We set off and I pop in a little Willie Nelson on the headset to get the day started. As I understand, I am limited from taking photos of government buildings, people, cities, general buildings, and or various other historical artifacts (pretty much everything). I’ve read blogs online where the military has taken entire photo cards due to a couple of “restricted” photos. With this in mind, I decide not to risk it and will need to resort to some Internet stock photos.
The road is a long, straight shot through the desert with some areas of dunes, dried up grassland, and small towns or villages. About 5 miles outside of Turkmenbashi, the sky is much darker and the view very limited. It doesn’t take long and we’re in a full-blown sandstorm. The wind is howling, my bike feels like it’s at a 45 deg angle to the ground leaning into the wind – brutal. The road quickly starts drifting over with sand and it’s down to one lane in many areas. I have sand blowing up into my helmet making it hard to see anything; it reminds me of a Montana snow storm, only hot and the sand stings when it hits my face.
Wind can be punishing. It’s not at all like driving a car in the wind. On a bike with high wind conditions, one has to constantly and physically controlling the bike. Let down your guard for a moment and you could be thrown into the ditch, another vehicle, guardrail, etc. It’s the gusts of wind that toss me around; I’ll be leaning into it and a truck passes that adds another 40 mph to the existing and I get flung to one side or the other. Your neck and back muscles start to ache as you head is constantly being pushed over at an odd angle and your helmet is being pulled up, pulled to the side as well as pulled off. I think it can be one of the most challenging and physically draining conditions one can ride through. Today was absolutely punishing with the wind and the stinging sand on top of it.
We stop in a small village where the Sand People live, for a quick bite. I’m served a bowl of boiled sheep meet, bread, and a salad consisting of 1 quartered tomato, a few sticks of cucumber, and a scoop of fresh goats cheese on the top; simple meal, but tastes great. As much as I didn’t want to, I turn down a jug of fresh camel milk as I don’t think my stomach can handle it. I certainly don’t need an accident on the road.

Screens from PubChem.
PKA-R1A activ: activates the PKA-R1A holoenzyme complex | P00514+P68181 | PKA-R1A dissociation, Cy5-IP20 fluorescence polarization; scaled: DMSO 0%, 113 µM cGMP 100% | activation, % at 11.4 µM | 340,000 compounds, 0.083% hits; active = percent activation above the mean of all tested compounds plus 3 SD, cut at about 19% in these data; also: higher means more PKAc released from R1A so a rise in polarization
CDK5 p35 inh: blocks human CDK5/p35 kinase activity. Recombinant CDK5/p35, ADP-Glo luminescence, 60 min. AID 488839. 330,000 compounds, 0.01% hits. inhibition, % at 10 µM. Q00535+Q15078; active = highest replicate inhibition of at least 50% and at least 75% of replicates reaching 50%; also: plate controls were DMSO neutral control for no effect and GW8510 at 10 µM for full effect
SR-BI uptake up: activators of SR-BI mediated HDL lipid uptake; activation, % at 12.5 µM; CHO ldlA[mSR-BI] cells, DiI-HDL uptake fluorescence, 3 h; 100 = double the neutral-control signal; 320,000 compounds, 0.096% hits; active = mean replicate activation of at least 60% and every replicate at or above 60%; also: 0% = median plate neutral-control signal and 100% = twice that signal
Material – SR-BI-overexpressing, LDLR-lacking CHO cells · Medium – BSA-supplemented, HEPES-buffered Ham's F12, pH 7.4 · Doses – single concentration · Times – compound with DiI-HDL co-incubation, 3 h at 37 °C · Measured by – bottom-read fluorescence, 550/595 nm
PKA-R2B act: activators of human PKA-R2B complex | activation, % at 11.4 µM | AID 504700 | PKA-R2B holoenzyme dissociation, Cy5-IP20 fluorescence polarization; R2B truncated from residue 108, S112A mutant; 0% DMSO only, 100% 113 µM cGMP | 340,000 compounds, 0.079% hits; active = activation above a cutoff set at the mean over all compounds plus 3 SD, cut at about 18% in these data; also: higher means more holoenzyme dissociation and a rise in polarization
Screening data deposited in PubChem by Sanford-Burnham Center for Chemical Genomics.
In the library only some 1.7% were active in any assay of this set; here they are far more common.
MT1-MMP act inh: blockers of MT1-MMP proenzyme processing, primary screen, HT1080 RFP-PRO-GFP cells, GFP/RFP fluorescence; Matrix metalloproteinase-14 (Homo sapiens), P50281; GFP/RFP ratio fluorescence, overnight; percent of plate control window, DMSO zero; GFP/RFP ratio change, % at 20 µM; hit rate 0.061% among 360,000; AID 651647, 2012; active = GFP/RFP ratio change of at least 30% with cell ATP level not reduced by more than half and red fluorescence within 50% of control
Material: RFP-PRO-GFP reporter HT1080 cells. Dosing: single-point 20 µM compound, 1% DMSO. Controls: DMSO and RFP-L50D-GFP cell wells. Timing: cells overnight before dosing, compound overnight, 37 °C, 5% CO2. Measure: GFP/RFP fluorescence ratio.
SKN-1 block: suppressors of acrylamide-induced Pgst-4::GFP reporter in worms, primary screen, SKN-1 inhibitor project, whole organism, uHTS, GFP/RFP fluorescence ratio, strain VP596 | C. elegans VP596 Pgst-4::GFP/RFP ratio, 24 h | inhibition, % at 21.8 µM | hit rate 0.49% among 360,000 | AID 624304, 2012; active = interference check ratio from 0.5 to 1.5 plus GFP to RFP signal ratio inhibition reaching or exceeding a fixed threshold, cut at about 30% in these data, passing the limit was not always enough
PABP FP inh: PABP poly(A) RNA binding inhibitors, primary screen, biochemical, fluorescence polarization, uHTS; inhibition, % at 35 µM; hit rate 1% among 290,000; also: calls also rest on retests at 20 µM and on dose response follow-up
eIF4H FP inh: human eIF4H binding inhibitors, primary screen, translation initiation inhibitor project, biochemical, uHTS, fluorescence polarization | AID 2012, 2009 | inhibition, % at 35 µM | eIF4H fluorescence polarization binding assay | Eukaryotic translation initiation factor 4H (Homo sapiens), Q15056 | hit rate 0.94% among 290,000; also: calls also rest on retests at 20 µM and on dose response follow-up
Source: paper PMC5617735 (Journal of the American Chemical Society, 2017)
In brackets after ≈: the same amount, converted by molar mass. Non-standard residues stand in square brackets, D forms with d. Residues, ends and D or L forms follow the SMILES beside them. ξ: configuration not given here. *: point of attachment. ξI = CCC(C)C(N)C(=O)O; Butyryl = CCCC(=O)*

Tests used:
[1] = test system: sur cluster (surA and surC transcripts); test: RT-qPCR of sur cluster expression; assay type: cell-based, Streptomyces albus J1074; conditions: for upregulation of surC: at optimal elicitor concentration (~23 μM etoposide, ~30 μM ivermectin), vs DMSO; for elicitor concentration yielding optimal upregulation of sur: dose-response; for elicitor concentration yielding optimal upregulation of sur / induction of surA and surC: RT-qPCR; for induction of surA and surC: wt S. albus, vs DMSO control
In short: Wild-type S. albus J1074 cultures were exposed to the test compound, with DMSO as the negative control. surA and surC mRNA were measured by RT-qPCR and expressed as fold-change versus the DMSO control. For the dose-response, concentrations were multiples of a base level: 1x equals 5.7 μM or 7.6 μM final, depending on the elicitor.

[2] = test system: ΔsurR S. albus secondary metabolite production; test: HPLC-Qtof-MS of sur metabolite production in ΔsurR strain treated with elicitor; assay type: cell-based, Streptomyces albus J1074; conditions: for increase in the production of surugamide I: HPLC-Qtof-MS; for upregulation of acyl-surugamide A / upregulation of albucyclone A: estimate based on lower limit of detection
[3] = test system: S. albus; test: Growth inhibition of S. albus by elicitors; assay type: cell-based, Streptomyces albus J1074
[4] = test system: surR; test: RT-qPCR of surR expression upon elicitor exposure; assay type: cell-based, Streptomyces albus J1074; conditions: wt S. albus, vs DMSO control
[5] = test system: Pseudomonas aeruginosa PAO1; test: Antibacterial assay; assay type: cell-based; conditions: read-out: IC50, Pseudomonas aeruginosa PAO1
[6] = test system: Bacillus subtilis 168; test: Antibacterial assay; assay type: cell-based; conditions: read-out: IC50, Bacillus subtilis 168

I’ve ready horror stories of Turkmenistan, but so far it’s a typical goat and sheep herding country. As we approach Ashgabat, I’m reminded to pull over so we can wash the car and bike before entering the city. Apparently there are strict vehicle cleanliness laws for the city, and it shows. This place is mind blowing! Fueled by natural gas money, the city is spectacular. There aren’t any high-rise structures like Dubai, or flashy showpieces as Baku or Vegas, but real solid looking buildings all done in a color-coordinated fashion of off white and gold. The buildings look substantial, well grounded and very well done. I am absolutely blown away at the amount of large white government, business and housing structures; each complimenting the next in a very out of this world look. With such limited access to foreigners, Ashgabat isn’t a name that I’ve ever heard rank with the most amazing cities in the word, but it’s certainly a feast for the eyes. I feel as if I’m in some futuristic government controlled town where everything looks the same – oh wait, I am.
After checking into my hotel, I head down one of the main streets looking for an ATM, food, and Internet. I spend the next couple of hours at the State Department Store, which has everything I need. State Dept. Stores as they’re commonly known in Asia are basically open department stores with a host of items; you can usually get about everything you need at these facilities. Other than this one being extremely nice, it reminds me of the State Building in Ulaanbaatar, Mongolia. It’s always a great stop for travelers.
I’m sure their here somewhere, but I don’t notice any foreigners and I certainly capture the eye of almost everyone. The people have been very friendly, but expectantly a little standoffish until approached. I’m back to an area of pretty solid Russian dialect, so communicating is again much easier than in the “Russian Slang” countries I’ve just passed through. I get caught up on my business at hand and head back to my roach hotel.